In Iancu v. Brunetti (Case No. 18-302), the United States Patent and Trademark Office (USPTO) is appealing to the Supreme Court from a U.S. Court of Appeals for the Federal Circuit decision that held the Lanham Act’s prohibition on “immoral” or “scandalous” marks violates the First Amendment’s free speech clause. The case is the second in two years that the High Court has taken on the subject, and was argued on Monday, April 15.
The federal government’s petition specifically asks the Court to consider “whether Section 1052(a) [of the Lanham Act]’s prohibition on the federal registration of ‘immoral’ or ‘scandalous’ marks is facially invalid under the Free Speech Clause of the First Amendment.”
At issue is Erik Brunetti’s FUCT trademark for clothing, which was refused in 2011 because it was considered a scandalous term under Section 1052(a) of the Lanham Act.
According to the report from Monday’s hearing, the justices’ line of questioning indicated they are likely to follow their own lead in Matal v. Tam, which struck down the disparagement clause of the Lanham Act, by likewise striking down the restriction on federal registration of trademarks that are “immoral or scandalous” on First Amendment grounds. But, according to most observers, they are likely to take a relatively cautious approach in doing so.
As is customary, IPWatchdog reached out to industry experts for some additional views on the hearing.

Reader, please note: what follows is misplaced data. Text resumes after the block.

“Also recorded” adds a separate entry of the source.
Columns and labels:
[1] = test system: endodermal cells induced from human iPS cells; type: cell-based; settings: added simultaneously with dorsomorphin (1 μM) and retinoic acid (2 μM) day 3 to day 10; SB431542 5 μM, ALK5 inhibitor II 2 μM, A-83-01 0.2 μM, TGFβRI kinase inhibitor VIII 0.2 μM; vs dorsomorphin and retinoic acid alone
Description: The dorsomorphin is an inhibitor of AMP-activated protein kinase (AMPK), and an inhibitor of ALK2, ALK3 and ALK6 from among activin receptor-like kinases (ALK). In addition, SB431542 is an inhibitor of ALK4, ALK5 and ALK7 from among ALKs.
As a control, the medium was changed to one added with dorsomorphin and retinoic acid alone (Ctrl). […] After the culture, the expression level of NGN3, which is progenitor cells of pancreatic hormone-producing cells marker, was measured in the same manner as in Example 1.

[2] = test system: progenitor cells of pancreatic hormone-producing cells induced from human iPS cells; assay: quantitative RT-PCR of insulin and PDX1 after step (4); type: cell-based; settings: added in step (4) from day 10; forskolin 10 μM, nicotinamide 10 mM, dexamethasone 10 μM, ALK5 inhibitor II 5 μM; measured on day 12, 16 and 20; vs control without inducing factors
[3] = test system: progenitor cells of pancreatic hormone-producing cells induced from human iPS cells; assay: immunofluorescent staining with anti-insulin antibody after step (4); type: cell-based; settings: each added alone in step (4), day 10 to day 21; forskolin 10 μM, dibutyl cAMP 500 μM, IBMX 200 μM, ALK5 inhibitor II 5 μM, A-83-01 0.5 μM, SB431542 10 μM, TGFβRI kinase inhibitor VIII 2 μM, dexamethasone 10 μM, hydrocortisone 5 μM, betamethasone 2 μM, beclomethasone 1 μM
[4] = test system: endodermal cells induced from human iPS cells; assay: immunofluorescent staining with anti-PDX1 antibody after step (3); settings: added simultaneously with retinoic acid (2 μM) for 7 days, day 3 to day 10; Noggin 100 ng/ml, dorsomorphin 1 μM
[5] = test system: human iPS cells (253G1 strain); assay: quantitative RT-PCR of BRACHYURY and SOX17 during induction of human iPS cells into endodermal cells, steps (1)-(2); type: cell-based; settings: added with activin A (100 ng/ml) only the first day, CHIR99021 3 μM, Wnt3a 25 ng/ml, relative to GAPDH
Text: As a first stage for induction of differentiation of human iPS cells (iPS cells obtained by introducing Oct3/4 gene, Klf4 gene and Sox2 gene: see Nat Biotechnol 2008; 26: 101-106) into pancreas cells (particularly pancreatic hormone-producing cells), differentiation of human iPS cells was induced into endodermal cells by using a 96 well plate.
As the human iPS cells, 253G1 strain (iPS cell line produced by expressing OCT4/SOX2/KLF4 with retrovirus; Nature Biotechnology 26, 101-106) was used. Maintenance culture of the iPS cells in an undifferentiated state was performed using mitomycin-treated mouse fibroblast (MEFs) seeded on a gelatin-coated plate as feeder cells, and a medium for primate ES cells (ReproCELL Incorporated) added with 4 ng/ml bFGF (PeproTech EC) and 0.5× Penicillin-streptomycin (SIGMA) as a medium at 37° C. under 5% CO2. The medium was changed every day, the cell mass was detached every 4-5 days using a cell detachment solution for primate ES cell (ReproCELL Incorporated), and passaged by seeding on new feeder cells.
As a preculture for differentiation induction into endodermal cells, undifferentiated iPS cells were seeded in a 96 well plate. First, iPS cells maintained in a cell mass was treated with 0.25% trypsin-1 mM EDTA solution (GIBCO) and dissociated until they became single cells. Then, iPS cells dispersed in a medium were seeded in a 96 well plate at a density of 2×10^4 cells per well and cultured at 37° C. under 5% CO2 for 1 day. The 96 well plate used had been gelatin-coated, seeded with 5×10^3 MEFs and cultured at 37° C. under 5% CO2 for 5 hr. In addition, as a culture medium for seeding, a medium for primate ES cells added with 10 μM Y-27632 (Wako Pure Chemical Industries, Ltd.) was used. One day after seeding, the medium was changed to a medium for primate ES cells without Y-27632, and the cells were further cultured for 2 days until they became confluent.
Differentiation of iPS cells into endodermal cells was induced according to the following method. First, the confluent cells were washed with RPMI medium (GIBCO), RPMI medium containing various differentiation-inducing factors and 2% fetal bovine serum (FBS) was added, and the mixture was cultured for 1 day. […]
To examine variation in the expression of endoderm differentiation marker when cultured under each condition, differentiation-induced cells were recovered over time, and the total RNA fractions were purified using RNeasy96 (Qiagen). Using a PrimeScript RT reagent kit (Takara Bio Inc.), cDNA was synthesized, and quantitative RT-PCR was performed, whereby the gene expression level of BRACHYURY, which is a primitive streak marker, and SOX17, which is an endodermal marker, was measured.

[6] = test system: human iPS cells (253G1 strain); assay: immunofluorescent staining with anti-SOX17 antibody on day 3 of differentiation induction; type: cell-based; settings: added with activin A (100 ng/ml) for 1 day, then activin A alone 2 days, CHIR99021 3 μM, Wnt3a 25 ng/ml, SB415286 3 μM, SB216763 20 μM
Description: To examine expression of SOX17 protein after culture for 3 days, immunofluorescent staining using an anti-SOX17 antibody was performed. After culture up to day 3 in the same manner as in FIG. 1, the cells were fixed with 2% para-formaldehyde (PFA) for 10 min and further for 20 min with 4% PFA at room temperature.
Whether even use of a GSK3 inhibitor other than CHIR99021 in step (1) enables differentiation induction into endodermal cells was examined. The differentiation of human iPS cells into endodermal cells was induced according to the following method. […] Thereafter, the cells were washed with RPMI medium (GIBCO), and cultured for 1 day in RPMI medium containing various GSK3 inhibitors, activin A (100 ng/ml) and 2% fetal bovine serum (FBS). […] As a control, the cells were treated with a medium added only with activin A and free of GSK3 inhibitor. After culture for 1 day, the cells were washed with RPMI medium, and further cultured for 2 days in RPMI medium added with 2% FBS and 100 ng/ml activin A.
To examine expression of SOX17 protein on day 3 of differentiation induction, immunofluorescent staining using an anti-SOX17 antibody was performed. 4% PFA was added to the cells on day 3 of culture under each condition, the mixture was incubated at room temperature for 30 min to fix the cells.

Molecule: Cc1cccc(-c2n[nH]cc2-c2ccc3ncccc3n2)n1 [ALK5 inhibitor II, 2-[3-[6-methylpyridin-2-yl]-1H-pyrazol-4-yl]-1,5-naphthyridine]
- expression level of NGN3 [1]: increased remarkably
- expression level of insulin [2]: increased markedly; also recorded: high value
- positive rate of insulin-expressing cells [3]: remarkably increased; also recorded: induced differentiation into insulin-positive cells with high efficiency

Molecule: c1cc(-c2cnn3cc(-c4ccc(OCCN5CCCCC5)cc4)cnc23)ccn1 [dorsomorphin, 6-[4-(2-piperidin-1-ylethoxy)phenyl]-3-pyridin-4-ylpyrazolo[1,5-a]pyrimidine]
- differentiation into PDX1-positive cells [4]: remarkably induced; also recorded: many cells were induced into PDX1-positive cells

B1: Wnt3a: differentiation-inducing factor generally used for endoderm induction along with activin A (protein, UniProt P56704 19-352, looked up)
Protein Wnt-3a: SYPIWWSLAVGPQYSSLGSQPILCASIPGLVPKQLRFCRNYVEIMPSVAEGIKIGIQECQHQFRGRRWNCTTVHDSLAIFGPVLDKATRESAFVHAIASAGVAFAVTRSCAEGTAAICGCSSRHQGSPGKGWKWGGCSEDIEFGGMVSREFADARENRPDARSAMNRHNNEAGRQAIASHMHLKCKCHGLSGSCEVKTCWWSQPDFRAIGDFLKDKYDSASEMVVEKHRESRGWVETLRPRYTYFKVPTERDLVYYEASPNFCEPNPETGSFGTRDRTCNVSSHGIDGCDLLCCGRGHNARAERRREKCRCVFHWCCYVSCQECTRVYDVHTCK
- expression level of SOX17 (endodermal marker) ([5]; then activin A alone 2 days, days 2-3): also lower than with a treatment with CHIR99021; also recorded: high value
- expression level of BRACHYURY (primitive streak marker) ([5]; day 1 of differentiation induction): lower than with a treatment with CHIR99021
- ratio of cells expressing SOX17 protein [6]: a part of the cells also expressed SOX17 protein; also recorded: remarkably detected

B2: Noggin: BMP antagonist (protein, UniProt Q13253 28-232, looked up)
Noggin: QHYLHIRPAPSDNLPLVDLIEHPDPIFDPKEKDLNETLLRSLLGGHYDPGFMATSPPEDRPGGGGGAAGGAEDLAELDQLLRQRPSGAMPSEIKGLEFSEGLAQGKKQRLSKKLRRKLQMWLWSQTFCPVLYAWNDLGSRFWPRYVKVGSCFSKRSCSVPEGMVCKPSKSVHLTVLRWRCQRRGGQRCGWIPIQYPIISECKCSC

Different Paths to the Same Holding
Brian R. Iverson, Bass Berry + Sims
Based on the oral argument, I would not be surprised to see multiple opinions in this case. Even if all nine justices agree on the result, they seem to view the case through different lenses that might lead to different conclusions on whether the “immoral” or “scandalous” clause is a restriction on speech or merely a condition for government benefits, whether any speech restriction is viewpoint discriminatory, and whether the government has satisfied the appropriate level of constitutional scrutiny.
For example, Justices Sotomayor, Ginsburg, and Kagan suggested concerns about viewpoint discrimination, while Chief Justice Roberts and Justice Breyer seemed unconvinced on this point. Justices Alito and Sotomayor were skeptical of the government’s interest in protecting the public from offensive marks, noting that the marks can be used regardless of federal registration. Justice Kagan suggested that the “immoral” or “scandalous” clause might be overbroad, and, relatedly, Justices Sotomayor, Ginsburg, Kavanaugh, and Gorsuch seemed concerned about the USPTO’s inconsistent application of the clause. Justice Breyer emphasized that certain highly charged words have a different physiological effect, seeming to suggest that the government might have a valid interest in avoiding association with those words. Chief Justice Roberts and Justice Gorsuch seemed to find some merit in the “government benefit” argument, with Justice Gorsuch referring back to last year’s Oil States decision in the patent realm. As is typical, Justice Thomas asked no questions.
Departing from Tam
Danielle Johnson, Goldberg Kohn